Edgar Evins State Park



Edgar Evins marina and restaurant is located within the state park but is privately owned and operated. The marina operates year-round with boat rentals, slip rentals, gas sales, gift shop, boat repair, fishing supplies and information.

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There are approximately 11 miles of trails at Edgar Evins from moderate to strenuous. Of the five trails the longest and most challenging is the 5.5 mile Merritt Ridge Trail which rises upon the ridges from an intersection along the 2.5 mile Jack Clayborn Millennium Trail Loop. By combining the two trails a hiker can enjoy approximately 8 miles of diverse terrain. Both the Millennium Trail and the Merritt Ridge Trail share the same trail head. Registration is required at this trail head. Other trails vary in length and do not require registration. The Highland Rim Nature Trail, located at the Visitor Center, is especially noted for an abundance of spring wildflowers. 

Cemetery Trail — 0.1 Miles — Natural Surface — Moderate
Evins Ridge Trail — 0.5 Miles — Natural Surface — Moderate
Campground/Marina Trail — 1.0 Miles — Natural Surface — Easy-Moderate
Highland Rim Loop Trail — 2.0 Miles — Natural Surface — Moderate-Difficult, Water by Trail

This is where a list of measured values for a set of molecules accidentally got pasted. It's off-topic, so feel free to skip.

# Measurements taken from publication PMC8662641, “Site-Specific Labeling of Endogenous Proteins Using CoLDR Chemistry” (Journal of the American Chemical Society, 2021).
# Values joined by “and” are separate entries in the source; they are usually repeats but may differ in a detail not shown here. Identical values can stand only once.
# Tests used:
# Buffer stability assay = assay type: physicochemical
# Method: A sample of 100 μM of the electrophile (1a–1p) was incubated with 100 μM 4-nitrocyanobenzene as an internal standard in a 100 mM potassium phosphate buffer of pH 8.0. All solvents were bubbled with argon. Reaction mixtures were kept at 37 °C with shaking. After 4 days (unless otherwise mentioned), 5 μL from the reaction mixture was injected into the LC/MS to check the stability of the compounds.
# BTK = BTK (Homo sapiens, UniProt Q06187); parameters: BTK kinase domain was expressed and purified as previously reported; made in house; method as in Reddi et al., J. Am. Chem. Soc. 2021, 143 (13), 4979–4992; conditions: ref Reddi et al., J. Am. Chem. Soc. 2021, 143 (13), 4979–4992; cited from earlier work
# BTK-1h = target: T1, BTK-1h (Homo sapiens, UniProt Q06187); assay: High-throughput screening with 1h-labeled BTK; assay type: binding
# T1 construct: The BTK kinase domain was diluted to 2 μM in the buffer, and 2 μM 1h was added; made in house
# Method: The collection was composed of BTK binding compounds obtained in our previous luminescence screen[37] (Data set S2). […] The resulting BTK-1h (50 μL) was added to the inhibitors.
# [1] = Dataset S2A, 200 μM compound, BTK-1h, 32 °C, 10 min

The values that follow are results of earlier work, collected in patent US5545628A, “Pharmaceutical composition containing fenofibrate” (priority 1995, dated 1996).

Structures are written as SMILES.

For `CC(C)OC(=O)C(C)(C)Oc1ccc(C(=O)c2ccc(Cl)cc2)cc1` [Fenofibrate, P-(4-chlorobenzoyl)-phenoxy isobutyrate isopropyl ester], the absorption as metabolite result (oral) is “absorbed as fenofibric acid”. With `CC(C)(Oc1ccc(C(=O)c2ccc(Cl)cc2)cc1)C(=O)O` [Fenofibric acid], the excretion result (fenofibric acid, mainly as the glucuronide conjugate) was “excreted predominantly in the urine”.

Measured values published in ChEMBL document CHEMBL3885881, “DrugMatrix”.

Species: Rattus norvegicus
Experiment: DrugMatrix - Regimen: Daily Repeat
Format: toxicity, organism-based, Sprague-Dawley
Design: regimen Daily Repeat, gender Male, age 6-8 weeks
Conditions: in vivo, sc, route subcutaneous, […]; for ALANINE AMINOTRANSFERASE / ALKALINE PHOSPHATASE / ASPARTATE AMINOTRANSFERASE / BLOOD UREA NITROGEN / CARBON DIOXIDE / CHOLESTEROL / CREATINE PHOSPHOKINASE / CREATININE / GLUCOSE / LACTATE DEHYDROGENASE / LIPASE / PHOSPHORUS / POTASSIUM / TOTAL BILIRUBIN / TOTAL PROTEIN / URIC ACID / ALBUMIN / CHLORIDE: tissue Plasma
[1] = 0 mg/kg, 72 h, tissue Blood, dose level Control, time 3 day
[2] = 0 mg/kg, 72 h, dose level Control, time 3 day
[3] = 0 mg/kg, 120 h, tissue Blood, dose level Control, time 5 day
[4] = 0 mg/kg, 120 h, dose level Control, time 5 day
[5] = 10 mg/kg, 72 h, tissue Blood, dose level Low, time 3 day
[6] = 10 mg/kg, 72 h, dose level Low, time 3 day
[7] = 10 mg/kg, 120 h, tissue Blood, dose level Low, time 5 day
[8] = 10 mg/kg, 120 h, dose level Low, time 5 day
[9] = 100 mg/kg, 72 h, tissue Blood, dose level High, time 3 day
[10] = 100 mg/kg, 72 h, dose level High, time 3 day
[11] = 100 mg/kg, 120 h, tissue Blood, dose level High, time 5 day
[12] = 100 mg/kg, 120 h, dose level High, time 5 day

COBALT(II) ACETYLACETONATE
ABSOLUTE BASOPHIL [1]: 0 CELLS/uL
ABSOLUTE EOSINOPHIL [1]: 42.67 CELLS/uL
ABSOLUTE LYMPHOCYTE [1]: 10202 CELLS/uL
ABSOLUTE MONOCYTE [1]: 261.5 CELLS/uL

Millennium Loop Trail — 2.5 Miles — Natural Surface — Moderate, Water by Trail
Merritt Ridge Loop Trail — 5.5 Miles — Natural Surface — Moderate-Difficult, Water by Trail


Center Hill Lake is an 18,000 acre reservoir of the Caney Fork River with rocky shorelines supporting three species of bass as well as crappie, Walleye, catfish and trout. Bass fishing is best in spring and fall; although, many bass anglers fish at night in the summer. Several professional fishing tournaments are held annually on the lake. Immediately below the dam and just minutes from the park are the coldwater tailwaters of the Caney Fork River. Fishing the Caney Fork during non-generation periods is very productive for Rainbow, Brook and Brown Trout. 


Wildlife is abundant at nearly any time of the year. Visitors may find at least three species of owl, bald eagles, as well as many forest songbird species including wood thrush and eastern wood-pewee. The cerulean warbler, a summer resident of the park’s mixed hardwood forests is uncommon across most of Tennessee but is a common breeder at this park. The best opportunity for viewing this canopy top species is from the observation tower at the visitor’s center. Birding can result in sightings of numerous songbirds, including scarlet and summer tanagers. On the peninsula below the cabins, transient waterfowl may be spotted as well as bald eagles and osprey. For more park and nearby birding locations, VIEW FLYER.